We think there’s a substantial probability that they’ll opt for other, essentially similar, language, however, given the FOMC’s history with the word. “Patient” has been in the statement in two different episodes, in 2004 and in late 2014-early 2015. In both cases, “patient” was used to replace references to a period of time (“considerable period” in 2004 and “considerable time” in 2014). So the idea with both of these changes, as described in the January 2004 minutes, was to be clear “that a move away from the current degree of policy accommodation would depend on economic conditions rather than simply on the passage of time.” That fits with current circumstances just fine.
But there has previously been some guidance about what “patient” meant in terms of a likely amount of time. Recall that the last time the statement cited patient, it was in the context of being patient awaiting the beginning of normalization: “Based on its current assessment, the Committee judges that it can be patient in beginning to normalize the stance of monetary policy.”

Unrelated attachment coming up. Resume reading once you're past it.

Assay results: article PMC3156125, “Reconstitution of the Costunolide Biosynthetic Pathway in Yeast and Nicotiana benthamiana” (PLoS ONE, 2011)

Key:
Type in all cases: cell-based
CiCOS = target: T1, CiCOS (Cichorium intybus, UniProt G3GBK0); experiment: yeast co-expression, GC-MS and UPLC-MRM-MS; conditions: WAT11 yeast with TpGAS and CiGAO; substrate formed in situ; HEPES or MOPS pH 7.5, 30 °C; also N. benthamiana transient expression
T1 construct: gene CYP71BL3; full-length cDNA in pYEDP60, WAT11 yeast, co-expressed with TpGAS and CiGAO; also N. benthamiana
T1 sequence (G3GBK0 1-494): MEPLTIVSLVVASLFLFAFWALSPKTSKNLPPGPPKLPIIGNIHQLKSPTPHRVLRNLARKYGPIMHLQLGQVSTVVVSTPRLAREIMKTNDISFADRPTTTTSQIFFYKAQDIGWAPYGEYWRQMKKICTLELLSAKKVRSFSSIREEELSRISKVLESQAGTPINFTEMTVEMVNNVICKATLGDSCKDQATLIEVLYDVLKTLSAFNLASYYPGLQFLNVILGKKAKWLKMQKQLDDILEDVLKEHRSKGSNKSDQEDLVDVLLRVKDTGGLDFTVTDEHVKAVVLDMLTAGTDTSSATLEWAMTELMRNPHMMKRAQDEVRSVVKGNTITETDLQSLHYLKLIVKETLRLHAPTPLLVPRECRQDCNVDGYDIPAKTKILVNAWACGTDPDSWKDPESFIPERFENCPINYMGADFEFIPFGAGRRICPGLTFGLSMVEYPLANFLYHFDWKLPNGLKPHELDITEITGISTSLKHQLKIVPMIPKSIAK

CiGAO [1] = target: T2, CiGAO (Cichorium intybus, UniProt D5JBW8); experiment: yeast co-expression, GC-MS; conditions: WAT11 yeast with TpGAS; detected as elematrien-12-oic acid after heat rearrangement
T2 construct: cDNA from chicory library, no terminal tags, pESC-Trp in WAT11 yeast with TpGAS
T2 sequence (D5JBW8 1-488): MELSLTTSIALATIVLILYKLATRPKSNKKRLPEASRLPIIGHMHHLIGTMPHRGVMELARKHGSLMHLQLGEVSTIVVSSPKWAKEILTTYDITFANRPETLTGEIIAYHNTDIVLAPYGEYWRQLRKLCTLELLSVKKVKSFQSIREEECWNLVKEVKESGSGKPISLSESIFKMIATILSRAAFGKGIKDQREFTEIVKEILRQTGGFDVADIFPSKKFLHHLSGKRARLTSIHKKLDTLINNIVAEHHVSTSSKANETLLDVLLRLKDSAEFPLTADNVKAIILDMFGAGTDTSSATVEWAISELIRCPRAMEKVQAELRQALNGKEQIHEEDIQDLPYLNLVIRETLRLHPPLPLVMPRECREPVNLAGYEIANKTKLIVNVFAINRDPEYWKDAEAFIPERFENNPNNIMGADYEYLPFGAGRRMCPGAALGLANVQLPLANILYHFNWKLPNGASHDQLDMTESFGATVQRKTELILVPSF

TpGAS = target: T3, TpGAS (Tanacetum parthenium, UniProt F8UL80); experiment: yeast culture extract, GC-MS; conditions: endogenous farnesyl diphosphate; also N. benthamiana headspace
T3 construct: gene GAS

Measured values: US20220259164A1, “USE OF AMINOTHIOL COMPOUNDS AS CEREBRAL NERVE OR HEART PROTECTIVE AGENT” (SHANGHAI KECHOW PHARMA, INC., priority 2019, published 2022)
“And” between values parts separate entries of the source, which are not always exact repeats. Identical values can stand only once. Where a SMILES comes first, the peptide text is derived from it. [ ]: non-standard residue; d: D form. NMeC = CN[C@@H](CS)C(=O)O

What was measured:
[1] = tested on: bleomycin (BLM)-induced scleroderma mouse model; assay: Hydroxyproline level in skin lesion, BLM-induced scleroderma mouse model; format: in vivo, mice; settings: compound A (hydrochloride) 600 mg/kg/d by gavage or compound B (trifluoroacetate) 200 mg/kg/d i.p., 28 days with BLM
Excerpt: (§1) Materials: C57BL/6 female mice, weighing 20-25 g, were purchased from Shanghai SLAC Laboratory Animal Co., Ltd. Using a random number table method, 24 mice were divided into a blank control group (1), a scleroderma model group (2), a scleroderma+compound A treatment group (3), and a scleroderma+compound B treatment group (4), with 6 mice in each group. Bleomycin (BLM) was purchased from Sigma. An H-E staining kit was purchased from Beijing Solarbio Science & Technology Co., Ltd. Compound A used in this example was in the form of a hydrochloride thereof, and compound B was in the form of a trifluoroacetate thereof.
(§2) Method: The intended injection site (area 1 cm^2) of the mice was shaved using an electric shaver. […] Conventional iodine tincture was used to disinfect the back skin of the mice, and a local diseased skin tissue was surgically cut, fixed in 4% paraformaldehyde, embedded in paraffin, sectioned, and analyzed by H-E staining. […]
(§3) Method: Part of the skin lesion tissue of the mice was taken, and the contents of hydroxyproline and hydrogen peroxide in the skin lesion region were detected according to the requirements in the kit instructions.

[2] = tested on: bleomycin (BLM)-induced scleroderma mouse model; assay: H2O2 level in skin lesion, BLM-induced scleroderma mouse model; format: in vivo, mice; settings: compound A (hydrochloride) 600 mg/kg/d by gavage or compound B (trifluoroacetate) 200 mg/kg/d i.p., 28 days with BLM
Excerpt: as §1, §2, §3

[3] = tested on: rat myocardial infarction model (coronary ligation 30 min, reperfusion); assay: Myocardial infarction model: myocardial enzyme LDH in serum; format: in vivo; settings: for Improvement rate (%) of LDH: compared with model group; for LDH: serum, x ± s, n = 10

The December 2014 minutes explained that “Most participants thought the reference to patience indicated that the Committee was unlikely to begin the normalization process for at least the next couple of meetings.” (Of course, they ended up being “patient” for a full year, only raising rates in December 2015.) Again, that fits with current circumstances just fine, but it seems reasonable that the FOMC might prefer to use a new language to make clear that this is not related to the previous usage.
In addition to patience, the key policymakers (Powell, Clarida, Williams) have used a number of other related terms and phrases. For example, Williams said: “The approach we need is one of prudence, patience, and
good judgment. The motto of ‘data dependence’ is more relevant than ever.” So the FOMC has many options for its wording. In any case, even if it doesn’t show up in the statement, “patience” will certainly be one of the talking points that Powell will emphasize during his press conference.
Likely to Keep Calling Risks “Roughly Balanced” Despite Obvious Tensions
In December, the FOMC continued to call risks to the economic outlook “roughly balanced,” but they gave a nod to concerns about downside risks by adding language to the statement that it “will continue to monitor global economic and financial developments and assess their implications for the economic outlook.” That new language is likely to stay since those concerns haven’t been resolved since then.